Sunday 19 September 2021

Nerd Church - Climbing A Mountain To My Grandparents' Grave


(Warning: this post deals with themes of death, grief, and graveyards)

Climbing A Mountain To My Grandparents' Grave

I climb a mountain to my grandparents' grave.

We park the car down the street, and walk past rows of houses to the cemetery.

We enter through a gate and a set of stone steps made over a hundred years ago for people with feet as small as mine.

I climb a mountain to my grandparents' grave.

The older graves, from the late 1800s, are at the bottom - the newer the grave, the higher up you must go to reach it.

My grandparents' grave is in the highest row - the last row before the fence, marking where the cemetery ends and the farmer's land begins.

I climb a mountain to my grandparents' grave.

Up and up and up again.

The path goes on beyond where it seems to end - another level up again. 

I look back to make sure this is the right way. My dad nods, motions - on and up.

I climb a mountain to my grandparents' grave.

I stop to catch my breath a few times, and look down to my parents, stopping to catch theirs below and behind me.

I only notice the ache in my legs when I stop to rest. 

So I try to keep going, forward momentum driving me - always onwards, always upwards.

I climb a mountain to my grandparents' grave.

When I reach the end, the start, of the last, top, level, I slow on jelly legs.

My head is pounding with pain. 

The headache I thought I lost yesterday has found me, and is angry at its desertion.

I look across the valley to the opposite mountain, which seems to slide sideways, moving towards me.

The entire mountain, sliding, along with the clouds above it, as if on a rail.

My head is pounding and probably worse than I thought. 

My headache can move mountains.

I climb a mountain to my grandparents' grave.

And we find them, midway along this highest row, reaching their temporary marker - you have to wait for the ground to stop shifting after the burial, you see, before you can put a proper stone there. 

Otherwise it will sink into the mountain quicker than usual. 

Everything sinks eventually; the mountains have been gutted by generations of mining. But the subsidence is less, if you let the new-dug ground settle.

I climb a mountain to my grandparents' grave.

And we leave some flowers, and breathe a moment. 

Look around at a grave a little space away. tied with 'Happy Birthday' balloons, and a helium number that's under 10.

We turn to descend, passing a headstone carved with a moon and stars on strings, marked 'baby' - a lullaby singing silently, day and night, at the top of the mountain.

I climb a mountain to my grandparents' grave.

They are both there and not there, and it's an odd feeling, to think that part of them is beneath the grass.

Few members of the family are buried, but my dad's parents were Anglican and traditional, so here we are.

I climb a mountain to my grandparents' grave.

Cemeteries have never bothered me - never made me think of hauntings or restless spirits.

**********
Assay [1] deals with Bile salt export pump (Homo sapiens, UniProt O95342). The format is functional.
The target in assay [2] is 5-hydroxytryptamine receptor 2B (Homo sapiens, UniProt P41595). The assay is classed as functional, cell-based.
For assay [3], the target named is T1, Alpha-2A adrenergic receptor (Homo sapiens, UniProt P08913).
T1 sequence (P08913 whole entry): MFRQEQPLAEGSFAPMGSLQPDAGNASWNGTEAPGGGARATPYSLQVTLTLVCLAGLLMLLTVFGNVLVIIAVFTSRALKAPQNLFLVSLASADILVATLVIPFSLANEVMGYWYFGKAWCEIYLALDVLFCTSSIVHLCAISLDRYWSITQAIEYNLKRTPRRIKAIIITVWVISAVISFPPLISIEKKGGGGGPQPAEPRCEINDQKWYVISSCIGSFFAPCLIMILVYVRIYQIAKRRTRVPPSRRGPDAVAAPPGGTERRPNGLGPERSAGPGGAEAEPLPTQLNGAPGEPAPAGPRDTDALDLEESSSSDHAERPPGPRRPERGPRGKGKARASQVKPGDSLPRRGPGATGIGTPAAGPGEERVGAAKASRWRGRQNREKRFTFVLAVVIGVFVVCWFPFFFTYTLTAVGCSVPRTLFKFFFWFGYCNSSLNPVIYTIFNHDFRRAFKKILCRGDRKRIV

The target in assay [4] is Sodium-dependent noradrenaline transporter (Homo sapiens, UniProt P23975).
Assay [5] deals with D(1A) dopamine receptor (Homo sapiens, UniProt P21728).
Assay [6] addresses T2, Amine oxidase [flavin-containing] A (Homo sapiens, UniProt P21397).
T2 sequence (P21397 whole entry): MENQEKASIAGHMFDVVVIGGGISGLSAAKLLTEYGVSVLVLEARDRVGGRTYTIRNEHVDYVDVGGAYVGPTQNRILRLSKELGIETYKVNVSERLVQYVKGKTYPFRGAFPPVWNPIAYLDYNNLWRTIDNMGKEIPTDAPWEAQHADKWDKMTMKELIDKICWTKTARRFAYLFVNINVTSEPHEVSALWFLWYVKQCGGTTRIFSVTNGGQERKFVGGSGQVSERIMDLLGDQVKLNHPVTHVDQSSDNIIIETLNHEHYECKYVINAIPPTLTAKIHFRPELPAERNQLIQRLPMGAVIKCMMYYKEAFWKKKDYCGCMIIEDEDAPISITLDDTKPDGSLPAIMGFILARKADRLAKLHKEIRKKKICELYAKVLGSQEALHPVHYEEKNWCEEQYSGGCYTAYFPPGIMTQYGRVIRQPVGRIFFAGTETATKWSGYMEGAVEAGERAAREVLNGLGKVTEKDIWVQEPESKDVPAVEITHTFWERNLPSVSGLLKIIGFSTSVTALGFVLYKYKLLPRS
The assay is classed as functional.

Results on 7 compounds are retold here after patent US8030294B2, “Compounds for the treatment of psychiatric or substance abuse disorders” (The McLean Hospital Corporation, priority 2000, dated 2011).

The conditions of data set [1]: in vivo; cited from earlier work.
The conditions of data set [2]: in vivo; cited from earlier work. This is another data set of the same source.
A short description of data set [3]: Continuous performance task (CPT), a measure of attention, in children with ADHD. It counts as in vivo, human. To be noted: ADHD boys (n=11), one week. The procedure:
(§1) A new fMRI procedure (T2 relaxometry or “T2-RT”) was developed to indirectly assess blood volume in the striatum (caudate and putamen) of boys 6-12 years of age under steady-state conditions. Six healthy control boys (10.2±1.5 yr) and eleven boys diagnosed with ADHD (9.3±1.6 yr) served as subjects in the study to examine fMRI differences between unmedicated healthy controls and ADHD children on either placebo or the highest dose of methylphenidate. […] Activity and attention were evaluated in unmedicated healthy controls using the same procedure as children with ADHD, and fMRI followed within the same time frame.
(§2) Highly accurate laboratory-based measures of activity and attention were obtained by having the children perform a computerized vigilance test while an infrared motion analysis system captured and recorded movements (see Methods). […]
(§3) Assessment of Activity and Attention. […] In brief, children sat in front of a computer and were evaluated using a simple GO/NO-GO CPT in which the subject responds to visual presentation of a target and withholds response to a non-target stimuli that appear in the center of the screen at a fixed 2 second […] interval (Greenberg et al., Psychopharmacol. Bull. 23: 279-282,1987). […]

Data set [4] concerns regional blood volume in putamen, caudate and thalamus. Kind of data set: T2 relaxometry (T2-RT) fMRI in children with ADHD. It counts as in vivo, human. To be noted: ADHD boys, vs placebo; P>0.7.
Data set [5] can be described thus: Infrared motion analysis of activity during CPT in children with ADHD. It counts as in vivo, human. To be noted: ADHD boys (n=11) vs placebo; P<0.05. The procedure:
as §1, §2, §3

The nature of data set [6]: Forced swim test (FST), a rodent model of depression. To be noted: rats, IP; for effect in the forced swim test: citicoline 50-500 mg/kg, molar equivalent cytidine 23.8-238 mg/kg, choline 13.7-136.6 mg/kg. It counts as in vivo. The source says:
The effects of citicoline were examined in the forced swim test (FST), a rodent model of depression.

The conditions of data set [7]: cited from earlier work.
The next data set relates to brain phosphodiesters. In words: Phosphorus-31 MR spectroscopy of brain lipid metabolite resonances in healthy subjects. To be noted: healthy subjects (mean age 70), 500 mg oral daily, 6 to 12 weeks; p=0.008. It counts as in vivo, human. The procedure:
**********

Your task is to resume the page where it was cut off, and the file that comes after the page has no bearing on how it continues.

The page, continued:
They are peaceful places, on the whole. Time capsules and nature havens. Beautiful in a variety of ways.

And the view from the top is incredible, even when it's not defying physics and sliding along.

I climb a mountain to my grandparents' grave.

When my parents stop to argue about which paths we should take on the climb down, I have to laugh.

Because my Grampa would have loved this conversation - thinking through all the different options and routes.

I climb a mountain to my grandparents' grave.

We take a circuitous route down, so that my father can visit his own grandparents' grave, three or four levels down, on the other side to the path we climbed up.

We try to control our descent, but the steepness of the path is such that we struggle on tip-toe steps, trying to slow the thump of feet of concrete.

The road down is almost vertical in places.

We climb down from our losses.

So this was... a little different? I literally made this climb a few days ago, and this post just kind of... happened.

Let me know what you think! 😊💬

You can follow me on Twitter @CeeDoraReads, on Pinterest, and on Dora Reads @ BlogLovin. For more ways to support me, check out the Support Me page

Previous Nerd Church Posts:

Sharing and commenting is always appreciated!

← Previous Post


  1. This was beautiful, Cee. I thought the details you provided about younger graves was very saddening, but also I loved the way you wrote about them. That balloon.. damn that's sad. Anyways, you're such a gifted writer, and I'm glad you could find something to come out of what I'm sure isn't always a happy trek.

    1. Thank you so much Em <3 <3 <3

      Yeah, the kids' graves were pretty heartbreaking, all in all.

      I can't say that's it's happy or unhappy, really - very mixed, all in all. But then, it all still feels kinda odd, so I guess I'm still trying to get my head around Nan not being here. <3

  2. Sad but also a lovely piece of writing. I'm sorry for your loss *hugs* 💙


Comments? I love comments! Talk to me nerdlets!